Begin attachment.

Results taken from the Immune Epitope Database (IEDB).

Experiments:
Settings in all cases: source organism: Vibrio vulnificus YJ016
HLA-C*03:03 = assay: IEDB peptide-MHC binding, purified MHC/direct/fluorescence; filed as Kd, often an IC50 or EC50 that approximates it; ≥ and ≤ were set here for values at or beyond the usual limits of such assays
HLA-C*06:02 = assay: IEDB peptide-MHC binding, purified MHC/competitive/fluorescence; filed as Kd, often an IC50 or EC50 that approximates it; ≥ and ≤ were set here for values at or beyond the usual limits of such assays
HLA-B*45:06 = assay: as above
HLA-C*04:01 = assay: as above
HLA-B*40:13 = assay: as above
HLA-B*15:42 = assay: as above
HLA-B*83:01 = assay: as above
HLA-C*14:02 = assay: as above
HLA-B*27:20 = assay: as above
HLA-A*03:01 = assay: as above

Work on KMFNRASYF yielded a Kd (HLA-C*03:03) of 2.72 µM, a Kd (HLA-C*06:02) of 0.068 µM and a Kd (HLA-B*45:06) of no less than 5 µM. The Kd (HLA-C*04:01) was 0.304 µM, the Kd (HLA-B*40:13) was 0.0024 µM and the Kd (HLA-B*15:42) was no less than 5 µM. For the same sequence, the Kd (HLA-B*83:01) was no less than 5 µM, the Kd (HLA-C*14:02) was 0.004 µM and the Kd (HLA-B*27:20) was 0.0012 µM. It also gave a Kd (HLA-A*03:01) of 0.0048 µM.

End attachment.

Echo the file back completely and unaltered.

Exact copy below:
Results taken from the Immune Epitope Database (IEDB).

Experiments:
Settings in all cases: source organism: Vibrio vulnificus YJ016
HLA-C*03:03 = assay: IEDB peptide-MHC binding, purified MHC/direct/fluorescence; filed as Kd, often an IC50 or EC50 that approximates it; ≥ and ≤ were set here for values at or beyond the usual limits of such assays
HLA-C*06:02 = assay: IEDB peptide-MHC binding, purified MHC/competitive/fluorescence; filed as Kd, often an IC50 or EC50 that approximates it; ≥ and ≤ were set here for values at or beyond the usual limits of such assays
HLA-B*45:06 = assay: as above
HLA-C*04:01 = assay: as above
HLA-B*40:13 = assay: as above
HLA-B*15:42 = assay: as above
HLA-B*83:01 = assay: as above
HLA-C*14:02 = assay: as above
HLA-B*27:20 = assay: as above
HLA-A*03:01 = assay: as above

Work on KMFNRASYF yielded a Kd (HLA-C*03:03) of 2.72 µM, a Kd (HLA-C*06:02) of 0.068 µM and a Kd (HLA-B*45:06) of no less than 5 µM. The Kd (HLA-C*04:01) was 0.304 µM, the Kd (HLA-B*40:13) was 0.0024 µM and the Kd (HLA-B*15:42) was no less than 5 µM. For the same sequence, the Kd (HLA-B*83:01) was no less than 5 µM, the Kd (HLA-C*14:02) was 0.004 µM and the Kd (HLA-B*27:20) was 0.0012 µM. It also gave a Kd (HLA-A*03:01) of 0.0048 µM.